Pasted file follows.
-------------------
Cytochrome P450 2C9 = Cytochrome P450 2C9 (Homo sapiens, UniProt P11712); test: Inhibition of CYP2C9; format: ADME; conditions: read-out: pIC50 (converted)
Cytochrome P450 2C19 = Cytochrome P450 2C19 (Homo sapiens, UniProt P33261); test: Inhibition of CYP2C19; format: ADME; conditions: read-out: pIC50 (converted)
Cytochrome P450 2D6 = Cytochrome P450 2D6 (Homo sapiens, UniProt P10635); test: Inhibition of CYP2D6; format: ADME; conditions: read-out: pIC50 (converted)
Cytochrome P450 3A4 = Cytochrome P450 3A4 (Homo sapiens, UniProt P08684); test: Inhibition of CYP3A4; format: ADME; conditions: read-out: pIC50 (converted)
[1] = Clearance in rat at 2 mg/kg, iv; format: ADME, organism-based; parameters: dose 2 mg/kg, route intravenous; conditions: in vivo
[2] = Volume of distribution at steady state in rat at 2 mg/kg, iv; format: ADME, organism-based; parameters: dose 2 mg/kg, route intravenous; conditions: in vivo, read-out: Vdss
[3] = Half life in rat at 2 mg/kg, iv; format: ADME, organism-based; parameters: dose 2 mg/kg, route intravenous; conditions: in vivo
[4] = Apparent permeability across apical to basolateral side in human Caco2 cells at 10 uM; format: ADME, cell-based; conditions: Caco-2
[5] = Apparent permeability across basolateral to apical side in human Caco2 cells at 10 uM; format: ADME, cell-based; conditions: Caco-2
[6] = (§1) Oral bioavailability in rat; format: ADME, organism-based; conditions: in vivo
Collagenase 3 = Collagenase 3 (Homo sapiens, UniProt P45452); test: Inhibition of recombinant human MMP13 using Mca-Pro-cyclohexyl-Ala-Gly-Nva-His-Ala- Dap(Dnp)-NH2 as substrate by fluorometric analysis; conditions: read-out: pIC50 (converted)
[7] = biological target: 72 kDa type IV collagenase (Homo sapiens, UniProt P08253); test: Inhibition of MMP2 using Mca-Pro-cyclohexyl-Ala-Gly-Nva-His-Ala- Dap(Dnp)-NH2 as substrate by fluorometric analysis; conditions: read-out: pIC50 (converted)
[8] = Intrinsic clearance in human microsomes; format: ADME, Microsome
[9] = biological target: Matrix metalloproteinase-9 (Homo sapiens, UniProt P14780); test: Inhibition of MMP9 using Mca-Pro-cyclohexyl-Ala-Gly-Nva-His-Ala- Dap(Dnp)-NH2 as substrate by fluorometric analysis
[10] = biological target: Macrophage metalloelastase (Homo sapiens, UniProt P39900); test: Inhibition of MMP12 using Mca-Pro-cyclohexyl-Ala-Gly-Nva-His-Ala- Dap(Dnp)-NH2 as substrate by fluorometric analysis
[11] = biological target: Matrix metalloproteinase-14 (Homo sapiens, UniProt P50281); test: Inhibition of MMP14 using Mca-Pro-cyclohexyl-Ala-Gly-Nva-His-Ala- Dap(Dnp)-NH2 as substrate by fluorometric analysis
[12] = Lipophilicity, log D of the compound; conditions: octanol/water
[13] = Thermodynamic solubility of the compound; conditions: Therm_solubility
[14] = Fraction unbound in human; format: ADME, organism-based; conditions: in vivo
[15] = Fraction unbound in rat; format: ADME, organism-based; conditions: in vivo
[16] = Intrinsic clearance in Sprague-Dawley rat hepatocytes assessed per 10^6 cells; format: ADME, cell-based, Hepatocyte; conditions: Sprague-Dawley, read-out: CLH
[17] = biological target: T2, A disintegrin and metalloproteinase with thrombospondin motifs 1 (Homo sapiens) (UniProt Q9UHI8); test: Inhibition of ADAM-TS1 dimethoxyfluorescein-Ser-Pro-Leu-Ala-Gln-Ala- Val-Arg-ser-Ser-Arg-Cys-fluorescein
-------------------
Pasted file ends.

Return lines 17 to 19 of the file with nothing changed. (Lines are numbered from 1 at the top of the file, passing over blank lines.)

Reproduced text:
[12] = Lipophilicity, log D of the compound; conditions: octanol/water
[13] = Thermodynamic solubility of the compound; conditions: Therm_solubility
[14] = Fraction unbound in human; format: ADME, organism-based; conditions: in vivo